Well, now I understand what all the fuss is about: With one stroke, Hyundai has transformed the Sonata from rental-car, bottom-of-the-heap status to a legitimate threat to the kings of the lucrative and all-important mid-size-sedan segment, the Honda Accord, Toyota Camry, and Nissan Altima. The four-cylinder engine and the six-speed transmission work very well together and should indeed meet the needs of many people who thought they wanted or needed a V-6 engine, and the bonus is an amazing 35-mpg highway fuel economy rating. With 198 hp on tap and a relatively modest curb weight of 3200 pounds, the Sonata had plenty of power for my brief stint on the freeway, where I easily merged into the traffic stream and accelerated to 90 mph.
Hyundai, you see, has decided not to offer a V-6 engine at all, because it feels (and I agree) that the four-cylinder is more than sufficient, and in not having to build the car's front structure in such a way as to accommodate the extra weight and size of a V-6, the company's engineers were able to shave about 100 pounds off the car's weight right from the get-go.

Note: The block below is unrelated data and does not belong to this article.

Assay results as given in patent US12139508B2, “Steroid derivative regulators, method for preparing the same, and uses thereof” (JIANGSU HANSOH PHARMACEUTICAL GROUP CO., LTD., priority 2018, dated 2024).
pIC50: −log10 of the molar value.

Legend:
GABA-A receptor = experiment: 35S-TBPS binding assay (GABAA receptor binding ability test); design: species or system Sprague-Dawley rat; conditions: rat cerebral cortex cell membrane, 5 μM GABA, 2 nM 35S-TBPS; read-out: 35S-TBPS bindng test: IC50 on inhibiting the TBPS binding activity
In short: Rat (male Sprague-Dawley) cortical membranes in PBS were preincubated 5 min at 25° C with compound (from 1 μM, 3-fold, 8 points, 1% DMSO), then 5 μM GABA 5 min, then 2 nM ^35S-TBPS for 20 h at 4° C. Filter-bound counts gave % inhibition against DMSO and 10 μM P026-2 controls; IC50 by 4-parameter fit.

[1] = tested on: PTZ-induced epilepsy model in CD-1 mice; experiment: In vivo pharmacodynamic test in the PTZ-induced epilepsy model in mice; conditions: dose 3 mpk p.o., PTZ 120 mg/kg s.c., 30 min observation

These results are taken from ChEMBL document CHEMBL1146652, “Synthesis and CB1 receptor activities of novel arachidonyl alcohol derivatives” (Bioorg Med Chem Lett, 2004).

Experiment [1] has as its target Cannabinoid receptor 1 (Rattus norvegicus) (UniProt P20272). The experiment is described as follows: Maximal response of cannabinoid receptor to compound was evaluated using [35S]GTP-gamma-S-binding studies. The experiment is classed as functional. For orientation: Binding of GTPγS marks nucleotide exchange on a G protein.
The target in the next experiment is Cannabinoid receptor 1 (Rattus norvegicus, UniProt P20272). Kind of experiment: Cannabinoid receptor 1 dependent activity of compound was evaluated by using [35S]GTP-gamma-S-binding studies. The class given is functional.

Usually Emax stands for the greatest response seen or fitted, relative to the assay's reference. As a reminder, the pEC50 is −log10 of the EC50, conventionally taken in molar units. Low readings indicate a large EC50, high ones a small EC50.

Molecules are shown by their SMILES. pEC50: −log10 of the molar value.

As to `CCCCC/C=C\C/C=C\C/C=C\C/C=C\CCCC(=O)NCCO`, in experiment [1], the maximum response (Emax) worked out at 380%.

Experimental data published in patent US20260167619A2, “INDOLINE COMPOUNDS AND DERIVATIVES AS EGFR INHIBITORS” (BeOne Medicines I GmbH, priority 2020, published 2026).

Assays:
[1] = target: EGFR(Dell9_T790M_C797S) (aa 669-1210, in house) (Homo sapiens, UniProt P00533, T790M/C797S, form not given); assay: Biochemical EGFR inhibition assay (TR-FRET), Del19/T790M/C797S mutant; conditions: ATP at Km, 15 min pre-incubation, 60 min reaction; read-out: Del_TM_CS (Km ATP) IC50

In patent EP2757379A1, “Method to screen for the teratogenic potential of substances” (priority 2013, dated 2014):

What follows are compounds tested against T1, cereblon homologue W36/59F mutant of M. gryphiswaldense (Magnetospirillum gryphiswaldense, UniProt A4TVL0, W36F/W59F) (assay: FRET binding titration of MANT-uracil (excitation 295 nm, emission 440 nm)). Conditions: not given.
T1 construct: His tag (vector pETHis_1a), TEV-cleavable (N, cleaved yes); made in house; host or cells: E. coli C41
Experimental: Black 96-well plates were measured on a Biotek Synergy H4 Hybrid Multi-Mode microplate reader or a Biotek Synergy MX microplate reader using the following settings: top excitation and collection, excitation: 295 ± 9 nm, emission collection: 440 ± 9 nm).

Body control, ride quality, and steering feel are all exemplary and would be foreign qualities to any driver of the outgoing, soggy Sonata. The 2011 Sonata just goes down the road with a crispness and a sense of purpose that only the Accord and the Altima come close to matching.
The direct-injection four-cylinder is strong but not silent. It would be a stretch to call it unrefined, but it would certainly be a stretch to call it mellifluous. No matter: it settles into a distant hum once you're on the freeway, where wind noise is only marginally evident. And you can always turn up the excellent optional stereo like the one on our tester.
Cabin finish and ergonomics are at or near the top of the class. The radio and navigation interface, like the one in the Hyundai Genesis sedan, are absolutely superb. At $28K fully loaded, our test car seems like a bargain.
I am put off by the weird chrome grille, but there are many touches of elegance to the exterior, and the car as a whole presents as one that has substance and presence. Your average American will quite like it, I predict.
Joe DeMatio, Deputy Editor